About 12 years ago, I read an article about how CVS Pharmacy created an application that alerted it’s customers, via email, when their prescription need to be refilled. In 1997, this sounds like genius work. The intent was improved customer satisfaction and increased bank roll (revenue). The problem was, psychologically people are VERY sensitive about their prescriptions. Their customers didn’t like the idea that someone might be able to see what they were taking. It went over like a lead balloon. CVS didn’t see it coming and they got killed because of it. They didn’t understand the human psyche around prescriptions.
At the time I read the article I was working for an IT consulting firm and the story hit me like Mike Tyson’s right hook. It permanently burned into my head the impact of human psychology on the web and business. I found myself asking, where else would human psyche impact the web, web applications or even general business.
The result of my thinking was the concept of what I coined a”webcologist.” A webcologist, as I imagined in 1997, would work with developers and the business analysts to account for and predict the impact and response of a web application on the human psyche. The objective, avoid another CVS disaster and create new, innovative applications that capitalize on unidentified behaviors.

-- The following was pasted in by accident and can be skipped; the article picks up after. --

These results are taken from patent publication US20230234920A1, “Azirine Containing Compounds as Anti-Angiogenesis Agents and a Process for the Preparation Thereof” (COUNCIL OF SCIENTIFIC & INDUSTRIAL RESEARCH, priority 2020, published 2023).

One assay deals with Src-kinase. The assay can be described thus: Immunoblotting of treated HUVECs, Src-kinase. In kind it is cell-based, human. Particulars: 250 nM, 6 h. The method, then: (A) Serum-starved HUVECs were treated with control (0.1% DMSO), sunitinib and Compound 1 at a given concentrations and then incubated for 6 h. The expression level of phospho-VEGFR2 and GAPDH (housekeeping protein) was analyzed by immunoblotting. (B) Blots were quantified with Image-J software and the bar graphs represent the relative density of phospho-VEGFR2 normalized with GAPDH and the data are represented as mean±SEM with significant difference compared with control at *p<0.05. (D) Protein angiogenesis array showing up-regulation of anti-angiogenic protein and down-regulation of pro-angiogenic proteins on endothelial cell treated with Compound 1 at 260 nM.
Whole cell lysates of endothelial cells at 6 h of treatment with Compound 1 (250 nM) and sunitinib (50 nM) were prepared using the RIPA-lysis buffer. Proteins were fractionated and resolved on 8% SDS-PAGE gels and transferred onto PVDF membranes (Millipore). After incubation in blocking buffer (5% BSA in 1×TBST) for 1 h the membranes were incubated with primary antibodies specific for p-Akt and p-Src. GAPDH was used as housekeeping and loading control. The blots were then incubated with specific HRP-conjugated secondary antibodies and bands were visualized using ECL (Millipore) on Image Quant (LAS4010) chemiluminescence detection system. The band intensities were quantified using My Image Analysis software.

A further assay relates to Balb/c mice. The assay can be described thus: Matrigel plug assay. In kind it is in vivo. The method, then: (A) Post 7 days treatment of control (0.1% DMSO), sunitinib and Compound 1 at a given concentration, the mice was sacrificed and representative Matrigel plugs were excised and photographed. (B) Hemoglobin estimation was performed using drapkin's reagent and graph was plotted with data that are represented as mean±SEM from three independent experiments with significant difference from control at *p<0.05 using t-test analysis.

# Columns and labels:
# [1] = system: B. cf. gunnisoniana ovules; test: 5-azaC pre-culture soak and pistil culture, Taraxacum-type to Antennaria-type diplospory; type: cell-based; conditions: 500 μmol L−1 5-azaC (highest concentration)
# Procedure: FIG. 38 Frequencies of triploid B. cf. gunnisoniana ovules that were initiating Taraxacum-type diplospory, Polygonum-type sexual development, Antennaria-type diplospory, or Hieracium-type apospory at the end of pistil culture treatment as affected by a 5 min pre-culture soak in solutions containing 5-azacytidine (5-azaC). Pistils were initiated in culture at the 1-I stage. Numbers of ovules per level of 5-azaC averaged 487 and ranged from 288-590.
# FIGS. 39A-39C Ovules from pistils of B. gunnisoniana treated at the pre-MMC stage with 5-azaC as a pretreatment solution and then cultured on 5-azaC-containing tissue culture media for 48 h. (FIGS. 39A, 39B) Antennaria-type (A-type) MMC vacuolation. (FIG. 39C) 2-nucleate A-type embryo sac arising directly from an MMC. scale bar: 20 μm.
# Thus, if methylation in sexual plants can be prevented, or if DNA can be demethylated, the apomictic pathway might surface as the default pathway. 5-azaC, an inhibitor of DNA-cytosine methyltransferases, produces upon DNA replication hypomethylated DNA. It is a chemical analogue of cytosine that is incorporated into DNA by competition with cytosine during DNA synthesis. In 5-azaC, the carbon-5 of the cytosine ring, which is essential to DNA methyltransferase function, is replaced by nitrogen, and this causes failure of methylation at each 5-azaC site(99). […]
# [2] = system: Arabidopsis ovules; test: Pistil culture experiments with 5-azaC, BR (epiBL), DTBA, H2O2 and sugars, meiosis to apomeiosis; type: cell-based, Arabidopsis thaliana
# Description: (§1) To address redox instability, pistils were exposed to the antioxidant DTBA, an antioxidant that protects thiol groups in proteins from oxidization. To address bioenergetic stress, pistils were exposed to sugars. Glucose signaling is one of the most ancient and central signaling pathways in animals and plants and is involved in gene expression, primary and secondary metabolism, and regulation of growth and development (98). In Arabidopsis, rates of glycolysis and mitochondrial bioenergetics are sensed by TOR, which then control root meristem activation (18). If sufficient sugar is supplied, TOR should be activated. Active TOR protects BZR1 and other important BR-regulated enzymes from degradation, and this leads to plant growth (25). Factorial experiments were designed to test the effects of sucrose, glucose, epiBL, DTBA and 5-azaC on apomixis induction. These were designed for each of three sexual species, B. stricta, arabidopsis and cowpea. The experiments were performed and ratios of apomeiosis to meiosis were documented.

I put the concept to my boss, who thought the idea was killer. He presented it to the rest of the organization and they pooh, poohed the idea. They didn’t like is so much. The webcologist idea was born and died in just three months during 1997.
However, I’m looking to bring it back and looking to expand it. Thanks to Erich Joachimsthaler author of Hidden in Plain Sight and this HBR podcast. In it Joachimsthaler says to innovate and create great new products you need to start “dissecting consumers behaviors” I absolutely agree with this thesis. Our psyche drives our behaviors, therefore understand how we think about things, predict how we will behave and know how we will react to something and you’ll create powerful, sticky products.
It is for this reason I want to bring back my “webcologist” concept for web companies. Let’s get some shrinks into some of these web 2.0 companies and start stirring things up. Beyond the web; I think every company that innovates, creates products, has an R&D arm or develops code should have at least one shrink on board. This psychologist would be business savvy and have extensive knowledge in human behavior. Maybe it’s a sociologist, or a anthropologist, or all of the above.
The point is, human behavior and how we act and react to things is becoming increasingly more important to the success and failure of applications, services, products and companies. I say get the shrinks involved early and let them help you sort out what’s going on in our crazy heads.
It’s how business is going to be done.